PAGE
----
matthew finn


matthew finn
469 Closter Dock Road | Closter, NJ | 07624 | 571.214.1548
[email protected] |
t e a c h i n g
p h i l o s o p h y
Teaching art and design is one of my greatest passions. The desire to pursue a career
in higher education began when I was in my undergraduate program and has grown
throughout my professional career. The professors and peers I encountered throughout
my master’s program continued to reinforce my desire. Ultimately working as an art
and design professor has proven to me that my passion is absolute. There is no greater
feeling than to see a student’s eyes light up when a concept takes hold or when
a breakthrough is made on a project. The professional and personal experiences I have
been a part of have reinforced my passion and I am enthusiastic about continuing
to pursue my career as a professor.
Throughout my professional and academic career, I have distilled my goals for my students
into three distinct areas, which I strive to develop in each student I teach. These are:
1) The ability for each student to be analytical and critical of their own work and of each
other’s work. I use discussions and critiques to educate students about how to properly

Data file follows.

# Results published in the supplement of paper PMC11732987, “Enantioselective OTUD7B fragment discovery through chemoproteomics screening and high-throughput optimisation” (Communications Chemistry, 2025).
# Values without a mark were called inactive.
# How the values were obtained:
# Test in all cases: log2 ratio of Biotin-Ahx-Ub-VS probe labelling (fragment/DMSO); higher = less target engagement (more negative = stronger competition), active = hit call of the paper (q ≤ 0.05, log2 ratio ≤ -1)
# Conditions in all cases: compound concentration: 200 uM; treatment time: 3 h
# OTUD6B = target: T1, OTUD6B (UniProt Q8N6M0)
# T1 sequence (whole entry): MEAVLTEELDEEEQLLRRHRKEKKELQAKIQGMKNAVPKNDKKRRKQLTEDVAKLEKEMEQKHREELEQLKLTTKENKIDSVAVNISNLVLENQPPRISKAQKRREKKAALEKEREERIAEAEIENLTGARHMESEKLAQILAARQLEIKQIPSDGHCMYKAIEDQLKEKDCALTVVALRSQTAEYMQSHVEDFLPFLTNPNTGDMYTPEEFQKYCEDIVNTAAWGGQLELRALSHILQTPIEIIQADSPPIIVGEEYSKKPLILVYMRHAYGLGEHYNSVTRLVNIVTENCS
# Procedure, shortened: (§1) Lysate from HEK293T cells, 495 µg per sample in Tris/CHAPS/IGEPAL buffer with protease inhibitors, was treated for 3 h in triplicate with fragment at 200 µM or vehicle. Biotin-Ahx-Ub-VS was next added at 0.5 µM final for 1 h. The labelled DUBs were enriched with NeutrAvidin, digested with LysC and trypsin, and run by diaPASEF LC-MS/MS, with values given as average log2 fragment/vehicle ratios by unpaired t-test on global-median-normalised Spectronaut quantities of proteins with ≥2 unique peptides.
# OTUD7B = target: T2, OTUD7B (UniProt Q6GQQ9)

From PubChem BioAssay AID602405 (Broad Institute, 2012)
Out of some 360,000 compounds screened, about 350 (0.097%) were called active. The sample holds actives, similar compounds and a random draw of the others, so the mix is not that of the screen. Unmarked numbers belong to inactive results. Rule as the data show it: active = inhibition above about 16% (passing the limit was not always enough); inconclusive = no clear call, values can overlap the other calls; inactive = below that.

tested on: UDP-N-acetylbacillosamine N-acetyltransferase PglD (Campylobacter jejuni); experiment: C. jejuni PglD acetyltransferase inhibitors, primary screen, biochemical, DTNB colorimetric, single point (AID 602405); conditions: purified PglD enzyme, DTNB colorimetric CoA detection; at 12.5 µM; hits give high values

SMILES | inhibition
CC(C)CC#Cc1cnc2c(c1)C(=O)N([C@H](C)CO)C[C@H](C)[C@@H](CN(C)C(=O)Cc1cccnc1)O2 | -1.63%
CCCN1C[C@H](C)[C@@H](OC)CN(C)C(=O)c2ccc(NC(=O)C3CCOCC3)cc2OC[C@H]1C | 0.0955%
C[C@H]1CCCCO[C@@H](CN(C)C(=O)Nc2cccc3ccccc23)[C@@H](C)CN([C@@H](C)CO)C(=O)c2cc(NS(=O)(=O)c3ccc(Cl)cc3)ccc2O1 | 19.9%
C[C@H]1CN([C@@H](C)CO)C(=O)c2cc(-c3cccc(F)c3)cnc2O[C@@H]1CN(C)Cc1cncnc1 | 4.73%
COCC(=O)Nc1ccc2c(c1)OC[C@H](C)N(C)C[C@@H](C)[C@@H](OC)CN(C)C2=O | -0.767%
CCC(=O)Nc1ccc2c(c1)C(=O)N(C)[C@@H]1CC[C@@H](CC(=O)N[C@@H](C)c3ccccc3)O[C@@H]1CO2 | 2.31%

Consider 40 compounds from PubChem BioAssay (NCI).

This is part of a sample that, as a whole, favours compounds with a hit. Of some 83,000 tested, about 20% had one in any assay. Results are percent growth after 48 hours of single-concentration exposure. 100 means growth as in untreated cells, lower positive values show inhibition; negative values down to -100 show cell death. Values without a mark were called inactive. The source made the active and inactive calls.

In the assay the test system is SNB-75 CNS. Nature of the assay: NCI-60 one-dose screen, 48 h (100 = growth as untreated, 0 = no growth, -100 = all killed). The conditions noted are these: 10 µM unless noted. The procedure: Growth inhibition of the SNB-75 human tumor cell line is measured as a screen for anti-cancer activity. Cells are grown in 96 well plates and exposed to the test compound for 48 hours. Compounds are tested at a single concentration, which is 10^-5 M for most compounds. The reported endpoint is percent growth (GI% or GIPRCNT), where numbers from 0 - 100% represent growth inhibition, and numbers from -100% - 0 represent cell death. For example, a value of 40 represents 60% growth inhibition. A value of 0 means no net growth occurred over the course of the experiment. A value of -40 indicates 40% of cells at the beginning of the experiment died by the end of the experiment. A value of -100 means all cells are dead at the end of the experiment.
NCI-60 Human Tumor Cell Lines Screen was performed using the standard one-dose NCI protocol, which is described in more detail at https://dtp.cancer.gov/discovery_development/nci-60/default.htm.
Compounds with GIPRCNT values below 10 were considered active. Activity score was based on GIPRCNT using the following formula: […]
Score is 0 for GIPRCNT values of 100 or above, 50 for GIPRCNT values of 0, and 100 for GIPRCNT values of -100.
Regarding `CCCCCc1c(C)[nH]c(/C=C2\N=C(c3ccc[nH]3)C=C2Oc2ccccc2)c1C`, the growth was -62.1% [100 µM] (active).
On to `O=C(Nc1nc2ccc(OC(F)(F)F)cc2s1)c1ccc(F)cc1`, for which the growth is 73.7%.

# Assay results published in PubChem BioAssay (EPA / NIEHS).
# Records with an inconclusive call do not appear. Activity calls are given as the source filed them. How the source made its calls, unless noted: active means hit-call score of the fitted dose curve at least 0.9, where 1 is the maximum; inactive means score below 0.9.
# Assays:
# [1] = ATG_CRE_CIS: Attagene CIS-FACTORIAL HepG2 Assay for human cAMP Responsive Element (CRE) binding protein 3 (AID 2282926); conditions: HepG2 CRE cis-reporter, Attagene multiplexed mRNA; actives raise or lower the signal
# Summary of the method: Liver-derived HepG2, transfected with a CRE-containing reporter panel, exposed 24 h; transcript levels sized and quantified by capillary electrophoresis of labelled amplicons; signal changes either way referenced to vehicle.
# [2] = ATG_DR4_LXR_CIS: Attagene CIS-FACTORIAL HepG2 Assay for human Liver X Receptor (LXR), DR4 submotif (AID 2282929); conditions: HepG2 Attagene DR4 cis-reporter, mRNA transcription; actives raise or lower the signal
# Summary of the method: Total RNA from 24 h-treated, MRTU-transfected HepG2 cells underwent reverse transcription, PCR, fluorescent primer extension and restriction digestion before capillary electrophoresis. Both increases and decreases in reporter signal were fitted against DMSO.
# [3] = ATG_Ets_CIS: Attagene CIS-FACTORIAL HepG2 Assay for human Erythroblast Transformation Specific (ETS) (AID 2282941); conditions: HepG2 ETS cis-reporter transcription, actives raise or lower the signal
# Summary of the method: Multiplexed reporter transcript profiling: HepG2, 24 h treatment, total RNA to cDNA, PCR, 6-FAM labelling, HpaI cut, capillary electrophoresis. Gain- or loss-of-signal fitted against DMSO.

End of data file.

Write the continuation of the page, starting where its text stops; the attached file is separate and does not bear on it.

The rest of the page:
and effectively examine their work on their own and with their peers. Being analytical
and critical allows students to see how others perceive their ideas and concepts.
I encourage my students to always ask “why” and to delve deeper into a subject.
Design is about communication, not beautification. By helping students understand
the concepts of critical thinking, I inspire more successful outcomes and more
successful designers.
2) The skills needed to develop a design methodology of thinking and designing outside
of the computer. I encourage my students to hone their process skills through project
research, sketching and idea-generating by hand, and creating artwork without
the assistance of the computer. In using these techniques students can bring to light
ideas that they may not have foreseen.
3) The expertise needed to successfully transition from the classroom to the professional
world. In the classroom I strive to incorporate actual projects into my curriculum.
In doing so, I help my students build an understanding of a true client experience.
Working against real deadlines in real-world scenarios gives students the knowledge
they need to work with clients, printers, art directors and colleagues. I believe these
experiences are invaluable and give students an upper hand when leaving school.
Producing successful designers is our ultimate goal as professors of higher education,
and I believe these three skills are critical in the development of each student’s
understanding of design.
Looking back, I see how influential my professors were in the development of my
career and how they provided me with the necessary tools and knowledge to get where
I am today. They sparked my passion to pursue a career in higher education. Having
the opportunity to impact just one student and make a difference in their career,
as my professors did for me, has always driven me to become an educator. It inspires
me to know that my influences will carry on with my students throughout their careers.